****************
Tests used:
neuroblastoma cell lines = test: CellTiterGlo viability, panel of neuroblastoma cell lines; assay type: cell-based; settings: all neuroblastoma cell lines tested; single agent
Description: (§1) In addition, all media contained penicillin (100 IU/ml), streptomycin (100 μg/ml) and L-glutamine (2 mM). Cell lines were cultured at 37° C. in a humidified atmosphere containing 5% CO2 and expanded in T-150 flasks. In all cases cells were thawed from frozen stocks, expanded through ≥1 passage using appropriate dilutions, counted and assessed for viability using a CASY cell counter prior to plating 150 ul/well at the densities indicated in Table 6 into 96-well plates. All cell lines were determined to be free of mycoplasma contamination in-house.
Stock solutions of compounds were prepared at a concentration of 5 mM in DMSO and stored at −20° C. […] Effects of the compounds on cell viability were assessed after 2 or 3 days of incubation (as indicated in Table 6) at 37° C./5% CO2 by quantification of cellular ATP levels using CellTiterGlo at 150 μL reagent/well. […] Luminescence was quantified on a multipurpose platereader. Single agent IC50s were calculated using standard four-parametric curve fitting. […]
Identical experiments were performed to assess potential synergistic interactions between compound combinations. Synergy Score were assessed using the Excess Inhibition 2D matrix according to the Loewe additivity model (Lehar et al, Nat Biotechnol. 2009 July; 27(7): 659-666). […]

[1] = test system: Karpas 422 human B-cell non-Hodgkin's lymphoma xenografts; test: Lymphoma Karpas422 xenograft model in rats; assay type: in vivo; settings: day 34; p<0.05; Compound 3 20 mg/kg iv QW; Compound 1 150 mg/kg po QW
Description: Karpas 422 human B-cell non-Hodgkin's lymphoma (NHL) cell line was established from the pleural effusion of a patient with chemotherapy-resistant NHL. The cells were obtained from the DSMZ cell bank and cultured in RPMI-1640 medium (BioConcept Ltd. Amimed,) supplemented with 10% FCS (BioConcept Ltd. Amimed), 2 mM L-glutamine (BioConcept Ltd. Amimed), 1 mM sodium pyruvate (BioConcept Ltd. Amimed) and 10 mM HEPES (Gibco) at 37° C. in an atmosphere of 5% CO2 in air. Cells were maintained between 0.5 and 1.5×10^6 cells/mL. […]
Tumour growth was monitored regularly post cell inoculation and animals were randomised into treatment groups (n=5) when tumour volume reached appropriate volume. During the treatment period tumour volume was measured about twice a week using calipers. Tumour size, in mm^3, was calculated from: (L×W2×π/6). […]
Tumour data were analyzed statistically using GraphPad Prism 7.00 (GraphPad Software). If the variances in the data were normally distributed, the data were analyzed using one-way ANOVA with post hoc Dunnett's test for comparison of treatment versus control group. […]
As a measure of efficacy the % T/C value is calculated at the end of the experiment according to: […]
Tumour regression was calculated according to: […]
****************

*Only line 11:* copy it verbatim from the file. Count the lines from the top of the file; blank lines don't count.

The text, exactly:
Tumour regression was calculated according to: […]